Working With Chronic Illness: Searching for a Job
As someone with a chronic illness, I know how challenging it can be to navigate a job or career — especially when you don’t fall into the “norm” of other employees’ abilities or what non-disabled people can sustain long term.
It may take a lot of consideration, flexibility, and time to set yourself up for success, but that doesn’t mean you can’t or shouldn’t be employed (companies would be lucky to have you!); it just might take a different process to find a role that works for you.
Where should you start? Let’s dive in.
Do you know what kind of employment could work for you/your health?
This is the first step and one that requires brutal honesty. Once you discover what you need for your health baseline, you can use it to build your upcoming job search criteria.
Some important questions to ask yourself:
- What time of day do I feel my best and worst?
- Would a full-time or part-time role work better for me?
- Check your medical appointments. Are there any days that simply won’t work for a potential work schedule?
- Do I already have health insurance benefits, or is that something I need/want?
- Do I offer a skill set that could allow me to be self-employed?
- Can I handle full shifts, or would I need frequent breaks throughout the work day?
- On my absolute worst health days, what am I still capable of getting done?
- Should I work from home or go into an office?
- If going into an office is desired, what accommodations might I need? Think: reserved parking spaces to avoid long walks, accessible bathrooms, elevators/ramps, a quiet room, etc.
What Are the Best Websites for Finding a Job With a Chronic Illness?
There are a lot of job sites out there, but these two are my top picks for those who have a chronic illness.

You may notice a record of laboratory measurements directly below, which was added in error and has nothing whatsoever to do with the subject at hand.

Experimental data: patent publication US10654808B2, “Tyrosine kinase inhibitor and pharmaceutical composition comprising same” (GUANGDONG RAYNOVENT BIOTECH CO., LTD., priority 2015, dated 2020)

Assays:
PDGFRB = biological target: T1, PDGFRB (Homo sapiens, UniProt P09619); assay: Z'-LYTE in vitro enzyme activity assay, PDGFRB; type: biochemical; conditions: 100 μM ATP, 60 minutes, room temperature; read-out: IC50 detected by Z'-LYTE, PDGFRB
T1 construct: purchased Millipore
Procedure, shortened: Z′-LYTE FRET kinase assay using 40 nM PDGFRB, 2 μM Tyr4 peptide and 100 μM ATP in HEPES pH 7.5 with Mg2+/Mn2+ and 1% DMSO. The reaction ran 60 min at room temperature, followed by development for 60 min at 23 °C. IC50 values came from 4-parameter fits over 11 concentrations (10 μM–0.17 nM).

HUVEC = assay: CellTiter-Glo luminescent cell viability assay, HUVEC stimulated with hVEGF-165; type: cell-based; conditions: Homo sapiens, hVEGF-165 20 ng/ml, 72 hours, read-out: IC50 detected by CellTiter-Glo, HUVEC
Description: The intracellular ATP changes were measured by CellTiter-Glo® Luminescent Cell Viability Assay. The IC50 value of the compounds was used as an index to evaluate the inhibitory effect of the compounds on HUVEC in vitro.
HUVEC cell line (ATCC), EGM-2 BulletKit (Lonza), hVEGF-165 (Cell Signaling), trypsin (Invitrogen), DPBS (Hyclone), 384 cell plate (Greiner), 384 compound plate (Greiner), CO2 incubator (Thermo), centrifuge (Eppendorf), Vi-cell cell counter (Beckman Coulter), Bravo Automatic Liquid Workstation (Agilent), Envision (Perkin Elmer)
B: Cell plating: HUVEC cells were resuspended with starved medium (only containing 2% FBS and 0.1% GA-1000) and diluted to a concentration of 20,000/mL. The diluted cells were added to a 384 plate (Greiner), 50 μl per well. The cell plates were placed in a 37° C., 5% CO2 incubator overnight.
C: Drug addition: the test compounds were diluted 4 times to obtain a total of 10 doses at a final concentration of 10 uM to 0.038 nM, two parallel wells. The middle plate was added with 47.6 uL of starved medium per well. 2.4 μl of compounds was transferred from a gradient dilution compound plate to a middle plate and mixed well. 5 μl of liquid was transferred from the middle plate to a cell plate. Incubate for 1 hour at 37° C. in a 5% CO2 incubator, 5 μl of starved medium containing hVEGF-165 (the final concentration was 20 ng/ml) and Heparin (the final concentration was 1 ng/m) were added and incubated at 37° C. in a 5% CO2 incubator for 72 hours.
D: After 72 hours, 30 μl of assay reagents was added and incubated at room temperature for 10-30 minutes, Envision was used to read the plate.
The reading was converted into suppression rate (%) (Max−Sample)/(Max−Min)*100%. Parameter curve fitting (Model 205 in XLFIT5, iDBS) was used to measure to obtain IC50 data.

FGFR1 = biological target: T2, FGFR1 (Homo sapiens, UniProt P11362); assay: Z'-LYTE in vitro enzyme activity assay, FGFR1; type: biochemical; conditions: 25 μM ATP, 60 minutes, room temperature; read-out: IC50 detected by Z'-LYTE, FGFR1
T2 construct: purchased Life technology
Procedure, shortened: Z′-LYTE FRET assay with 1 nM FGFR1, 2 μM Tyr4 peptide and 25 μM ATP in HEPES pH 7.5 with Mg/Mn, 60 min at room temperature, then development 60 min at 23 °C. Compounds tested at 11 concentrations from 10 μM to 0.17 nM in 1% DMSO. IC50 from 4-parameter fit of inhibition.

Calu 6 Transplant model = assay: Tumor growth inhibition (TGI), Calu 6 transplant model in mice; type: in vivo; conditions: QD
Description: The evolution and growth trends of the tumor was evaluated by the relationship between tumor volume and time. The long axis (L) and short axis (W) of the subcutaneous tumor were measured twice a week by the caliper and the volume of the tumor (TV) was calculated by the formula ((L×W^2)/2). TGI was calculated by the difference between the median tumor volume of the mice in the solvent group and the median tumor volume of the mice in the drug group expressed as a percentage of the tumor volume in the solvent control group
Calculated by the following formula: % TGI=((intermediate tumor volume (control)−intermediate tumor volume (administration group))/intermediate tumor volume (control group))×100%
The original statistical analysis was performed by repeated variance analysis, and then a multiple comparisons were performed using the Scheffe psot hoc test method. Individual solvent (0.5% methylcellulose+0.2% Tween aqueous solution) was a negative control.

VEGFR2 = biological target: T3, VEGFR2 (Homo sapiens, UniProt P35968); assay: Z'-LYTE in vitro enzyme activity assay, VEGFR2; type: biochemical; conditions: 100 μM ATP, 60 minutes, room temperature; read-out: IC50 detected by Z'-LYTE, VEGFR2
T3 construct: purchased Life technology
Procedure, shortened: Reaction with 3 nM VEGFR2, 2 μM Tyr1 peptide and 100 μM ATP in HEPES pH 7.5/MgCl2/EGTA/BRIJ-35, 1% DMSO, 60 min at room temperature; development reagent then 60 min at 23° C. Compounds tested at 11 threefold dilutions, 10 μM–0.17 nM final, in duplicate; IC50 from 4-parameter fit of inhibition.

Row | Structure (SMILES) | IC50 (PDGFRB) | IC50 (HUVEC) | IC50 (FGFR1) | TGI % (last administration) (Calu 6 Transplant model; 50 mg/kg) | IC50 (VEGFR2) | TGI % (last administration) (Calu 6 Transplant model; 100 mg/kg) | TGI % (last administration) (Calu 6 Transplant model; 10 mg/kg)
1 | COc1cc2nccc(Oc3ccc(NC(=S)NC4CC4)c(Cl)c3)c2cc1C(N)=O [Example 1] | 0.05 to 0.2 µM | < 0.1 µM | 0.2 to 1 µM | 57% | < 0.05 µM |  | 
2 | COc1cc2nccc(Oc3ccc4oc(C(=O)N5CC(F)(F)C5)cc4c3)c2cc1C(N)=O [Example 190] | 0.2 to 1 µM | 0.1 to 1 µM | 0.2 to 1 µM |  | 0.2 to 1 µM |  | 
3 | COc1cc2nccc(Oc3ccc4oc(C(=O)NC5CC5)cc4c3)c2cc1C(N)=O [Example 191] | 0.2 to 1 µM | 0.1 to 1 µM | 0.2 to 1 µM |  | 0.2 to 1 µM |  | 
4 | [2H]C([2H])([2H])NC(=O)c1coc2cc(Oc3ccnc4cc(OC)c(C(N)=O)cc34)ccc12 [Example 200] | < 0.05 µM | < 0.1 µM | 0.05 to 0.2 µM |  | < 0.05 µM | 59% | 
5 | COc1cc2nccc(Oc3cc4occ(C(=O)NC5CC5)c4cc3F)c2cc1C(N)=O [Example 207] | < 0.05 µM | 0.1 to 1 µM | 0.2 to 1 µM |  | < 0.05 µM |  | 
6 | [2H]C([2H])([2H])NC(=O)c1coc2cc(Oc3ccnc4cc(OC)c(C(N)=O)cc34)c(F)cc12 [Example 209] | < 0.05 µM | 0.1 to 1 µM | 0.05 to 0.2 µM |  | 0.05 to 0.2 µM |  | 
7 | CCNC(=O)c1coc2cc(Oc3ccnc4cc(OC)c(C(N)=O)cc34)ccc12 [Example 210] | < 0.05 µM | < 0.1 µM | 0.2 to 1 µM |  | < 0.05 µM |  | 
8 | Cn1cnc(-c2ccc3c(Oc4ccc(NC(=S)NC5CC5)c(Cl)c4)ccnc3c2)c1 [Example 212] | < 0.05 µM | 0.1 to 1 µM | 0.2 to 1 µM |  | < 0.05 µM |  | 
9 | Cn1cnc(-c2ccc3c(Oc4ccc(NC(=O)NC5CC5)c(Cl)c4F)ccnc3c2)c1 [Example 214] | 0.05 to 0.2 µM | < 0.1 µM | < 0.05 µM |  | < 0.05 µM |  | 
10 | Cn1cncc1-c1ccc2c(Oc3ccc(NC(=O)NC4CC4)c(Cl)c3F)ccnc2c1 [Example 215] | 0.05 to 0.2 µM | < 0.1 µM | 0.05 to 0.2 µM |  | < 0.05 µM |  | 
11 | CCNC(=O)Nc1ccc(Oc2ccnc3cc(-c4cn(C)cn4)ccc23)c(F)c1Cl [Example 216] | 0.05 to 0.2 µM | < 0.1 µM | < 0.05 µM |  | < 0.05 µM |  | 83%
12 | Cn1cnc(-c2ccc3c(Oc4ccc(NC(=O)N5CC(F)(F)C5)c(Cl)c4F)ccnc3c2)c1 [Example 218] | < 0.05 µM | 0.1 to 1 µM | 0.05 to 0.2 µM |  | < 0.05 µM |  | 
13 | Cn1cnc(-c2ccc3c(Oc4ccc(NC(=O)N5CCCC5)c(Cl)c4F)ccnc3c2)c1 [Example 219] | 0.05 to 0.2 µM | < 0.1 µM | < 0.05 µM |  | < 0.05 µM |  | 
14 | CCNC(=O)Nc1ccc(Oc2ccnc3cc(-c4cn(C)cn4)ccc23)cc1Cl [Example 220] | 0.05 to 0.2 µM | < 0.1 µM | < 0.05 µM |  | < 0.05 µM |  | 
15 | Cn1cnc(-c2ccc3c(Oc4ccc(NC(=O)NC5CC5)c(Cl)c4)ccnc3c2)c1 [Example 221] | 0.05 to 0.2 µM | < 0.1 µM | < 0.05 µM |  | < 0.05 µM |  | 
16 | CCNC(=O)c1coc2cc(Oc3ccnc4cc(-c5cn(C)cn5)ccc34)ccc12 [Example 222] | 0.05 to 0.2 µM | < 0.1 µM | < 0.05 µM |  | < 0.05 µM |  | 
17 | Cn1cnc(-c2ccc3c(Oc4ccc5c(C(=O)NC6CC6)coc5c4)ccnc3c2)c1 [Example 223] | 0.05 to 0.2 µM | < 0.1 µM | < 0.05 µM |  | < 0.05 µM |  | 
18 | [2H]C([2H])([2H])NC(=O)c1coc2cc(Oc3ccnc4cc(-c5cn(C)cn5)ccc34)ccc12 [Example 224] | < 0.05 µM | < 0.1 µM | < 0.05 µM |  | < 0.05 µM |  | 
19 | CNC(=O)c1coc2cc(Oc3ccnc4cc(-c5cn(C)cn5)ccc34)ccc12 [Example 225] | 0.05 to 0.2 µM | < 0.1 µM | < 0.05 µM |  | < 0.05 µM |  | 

FlexJobs: Requires a paid membership (ranging from one week of access to one year) with the opportunity to request a refund within 30 days of account creation if you are unsatisfied with their quality.
Why do I love this one so much? It has everything — remote and flexible jobs, from employee to freelancers, short-term or long-term, travel preferences, work preferences, schedule preferences, and more. Plus, they vet their listings, meaning they are ad and scam free. They also provide additional member benefits and perks, including free learnings to those job hunting through webinars, along with skills tests to see where you fall into specific areas.
Chronically Capable: This site is free for job seekers, which is perfect if you have a limited income. It does require you to create an account to view full job listings, but there are many listings in their database every time I’ve checked.
Why do I love this one so much? Hannah, a Lyme survivor and frequent panelist at Diversity & Inclusion conferences, created this website to ensure no one ever had to decide between their health and work ambitions again. The employers who are part of their network understand that people living with chronic illness or disability are still capable of being productive employees — which is super encouraging and can make the difference in going into an interview with more ease and confidence.
Lastly, this website has a gold mine of resources that are super specific to career navigation when you have a chronic illness or disability. To me, this makes setting up that free account worth it alone.
The Dreaded Ask for Job Hunting: Send Your Resume and Cover Letter
In today’s market, it is not uncommon for employers to ask for a resume (also known as a CV) and cover letter. If you find a job listing that fits into what could work for you, it will often lay out what they want for any candidate submissions — including what to talk about or highlight in one or both of these items.
Some things to keep in mind when you start applying for any jobs that are strong fits for your needs:
Customize each application based on the job description to showcase what makes you a strong fit for that open role.
Yes, it’s time-consuming and may drain your energy, so you may need to pace yourself. It will drastically increase your chances of being considered if you follow their instructions and guidance upfront, along with showcasing you can follow directions and pay attention to details.